LEBANON — Five years ago, Ron Steele was a business owner, operating Steele Design, a sewing and alterations company in downtown Lebanon.
He ran the business for 20 years with his wife, Glenda, starting the company after spending many years working as a machinist, specifically a tool and die maker.
But when she died in August 2019 at age 55, life became more difficult for Steele, who is now 73. His health began to deteriorate and he lost contact with many of the people that had been his customers. Those customers included several mid-valley law enforcement agencies and various motorcycle clubs. Steele Design regularly sewed on patches for these clients, along with other work.
After her death, he lived alone in an old motorhome which was parked on a friend’s property near Sweet Home. The RV had electricity, but the heater didn’t work properly and it was not connected to water or sewer services.
Looking back, Steele recognizes that he was struggling following the death of his wife, with whom he shared 35 years of marriage.
“It knocked me down,” Steele said. “We planned on another 35 years, but it wasn’t in the cards.”
Steele, however, had reconnected with his local congregation, Am HaSefer, which is based in Lebanon. During a conversation one day, he mentioned to Mike Carlson that his leg was really bothering him. Steele pulled up his pant leg and showed it to Carlson, who saw that it was covered in open sores.
That small action started a series of events which has put Steele’s life back on track.
Carlson went home and told his wife what he had seen. Deb Fell-Carlson is a registered nurse and one of the leaders in the Faith Community Health Network.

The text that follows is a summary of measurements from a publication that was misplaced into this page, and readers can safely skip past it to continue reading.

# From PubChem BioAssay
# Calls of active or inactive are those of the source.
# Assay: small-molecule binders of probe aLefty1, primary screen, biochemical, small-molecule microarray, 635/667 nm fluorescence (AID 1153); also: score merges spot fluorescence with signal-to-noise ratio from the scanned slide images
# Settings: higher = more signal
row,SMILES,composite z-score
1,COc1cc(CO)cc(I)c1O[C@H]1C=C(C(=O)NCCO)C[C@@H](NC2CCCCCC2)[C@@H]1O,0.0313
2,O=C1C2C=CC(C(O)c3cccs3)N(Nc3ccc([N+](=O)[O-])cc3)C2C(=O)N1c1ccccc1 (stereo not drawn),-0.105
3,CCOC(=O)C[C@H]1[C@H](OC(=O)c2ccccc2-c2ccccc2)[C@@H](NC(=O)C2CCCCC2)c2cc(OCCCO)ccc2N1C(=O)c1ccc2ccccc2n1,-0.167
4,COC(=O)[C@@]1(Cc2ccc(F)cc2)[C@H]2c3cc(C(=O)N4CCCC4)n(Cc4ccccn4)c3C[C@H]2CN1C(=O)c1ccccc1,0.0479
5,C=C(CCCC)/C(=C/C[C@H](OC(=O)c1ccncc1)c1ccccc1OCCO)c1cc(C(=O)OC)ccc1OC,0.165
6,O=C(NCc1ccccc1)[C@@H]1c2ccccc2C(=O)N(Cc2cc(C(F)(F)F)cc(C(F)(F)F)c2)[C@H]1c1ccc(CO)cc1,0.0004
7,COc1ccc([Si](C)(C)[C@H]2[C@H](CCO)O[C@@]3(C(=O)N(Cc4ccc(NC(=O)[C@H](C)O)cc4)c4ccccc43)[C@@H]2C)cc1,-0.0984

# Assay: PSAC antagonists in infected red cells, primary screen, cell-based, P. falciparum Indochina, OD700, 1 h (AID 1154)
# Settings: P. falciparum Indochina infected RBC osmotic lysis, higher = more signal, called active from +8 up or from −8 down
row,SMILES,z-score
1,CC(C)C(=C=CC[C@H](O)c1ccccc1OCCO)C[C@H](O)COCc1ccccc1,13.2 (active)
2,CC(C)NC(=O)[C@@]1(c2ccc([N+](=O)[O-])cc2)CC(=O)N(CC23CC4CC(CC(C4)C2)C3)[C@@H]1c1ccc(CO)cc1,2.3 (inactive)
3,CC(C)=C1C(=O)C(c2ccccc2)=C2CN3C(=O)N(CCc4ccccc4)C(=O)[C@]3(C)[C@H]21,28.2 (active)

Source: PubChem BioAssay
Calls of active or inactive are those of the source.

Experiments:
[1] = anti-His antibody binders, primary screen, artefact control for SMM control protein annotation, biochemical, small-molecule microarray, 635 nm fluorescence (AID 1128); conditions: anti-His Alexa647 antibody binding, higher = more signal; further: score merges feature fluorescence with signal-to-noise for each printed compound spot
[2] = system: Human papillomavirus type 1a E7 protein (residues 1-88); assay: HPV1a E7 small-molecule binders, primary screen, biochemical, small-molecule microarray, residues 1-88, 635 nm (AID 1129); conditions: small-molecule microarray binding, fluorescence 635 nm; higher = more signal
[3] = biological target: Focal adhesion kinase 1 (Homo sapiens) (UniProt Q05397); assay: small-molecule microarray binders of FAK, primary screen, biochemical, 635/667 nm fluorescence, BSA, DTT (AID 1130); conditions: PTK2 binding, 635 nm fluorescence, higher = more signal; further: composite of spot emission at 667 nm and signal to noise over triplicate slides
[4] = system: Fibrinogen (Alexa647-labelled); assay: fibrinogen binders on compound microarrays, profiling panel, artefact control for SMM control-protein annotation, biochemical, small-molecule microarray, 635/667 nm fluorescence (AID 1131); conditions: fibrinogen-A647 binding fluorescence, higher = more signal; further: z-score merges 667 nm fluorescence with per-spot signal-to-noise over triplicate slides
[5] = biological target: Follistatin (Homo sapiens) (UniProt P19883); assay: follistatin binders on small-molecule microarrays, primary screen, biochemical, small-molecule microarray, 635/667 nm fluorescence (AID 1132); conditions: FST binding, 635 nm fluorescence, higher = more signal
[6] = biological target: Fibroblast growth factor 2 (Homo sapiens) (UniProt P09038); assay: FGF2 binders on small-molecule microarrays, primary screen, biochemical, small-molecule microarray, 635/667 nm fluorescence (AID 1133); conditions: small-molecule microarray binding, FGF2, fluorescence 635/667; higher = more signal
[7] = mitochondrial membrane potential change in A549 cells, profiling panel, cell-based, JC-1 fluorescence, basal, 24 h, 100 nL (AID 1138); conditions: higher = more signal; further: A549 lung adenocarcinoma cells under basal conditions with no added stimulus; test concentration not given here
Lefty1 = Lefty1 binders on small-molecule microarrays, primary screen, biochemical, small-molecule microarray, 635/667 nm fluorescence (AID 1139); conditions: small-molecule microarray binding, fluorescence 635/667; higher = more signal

She asked if they could visit Steele in his home so she could take a look at his leg. She saw that it was covered in ulcers and his feet were so swollen they spilled over the sides of his slippers.
“He was in despair and he didn’t even know who to ask or even what to ask,” Fell-Carlson said. “If he hadn’t pulled up his pant leg, I don’t know that we wouldn’t still not know what was happening in his life.”
The visit to Steele’s motorhome also made it clear that he needed much more than a health check-up.
“We had no idea what his housing was like,” Fell-Carlson said. “He said he lived in a motorhome. We thought he was sitting at home at night watching TV with his feet up, making meals on his little stove. It shook me up a little bit. I just hadn’t asked.”
In the months since Fell-Carlson visited Steele she has helped him:
- Get into a wound care program.
- Receive proper treatment for his Type 2 diabetes.
- Sign up for better Medicare benefits.
- Get fitted for new dentures.
- Receive new eyeglasses.
- Move out of his motorhome and into transitional housing.
- Fill out applications for a place in subsidized housing.
This has taken hours of work, and Fell-Carlson has attended many of these appointments with Steele. This is often the kind of work that must be done to help those who are homeless or living in substandard housing.
“You do have to case-manage each person because every person’s situation is different,” Fell-Carlson said.
Steele is grateful for her assistance. All of this improvement in his life came from programs which already exist but he had not accessed.
“The average person out there in my situation is not going to be able to handle or get the help they need on their own because they don’t know it’s there. They don’t know where to go to get it. You don’t know what’s available,” Steele said.
Fell-Carlson said that as programs and services have moved online, they have left many people behind. Many seniors who need these services lack Internet access or are not comfortable using computers.
In addition, the programs themselves are often unreasonably difficult to access, or in the case of insurance, sometimes seem designed to confuse people. She recalled helping Steele sign up for an insurance benefit only to be told his account had been deactivated. It took hours and multiple phone calls to fix the problem.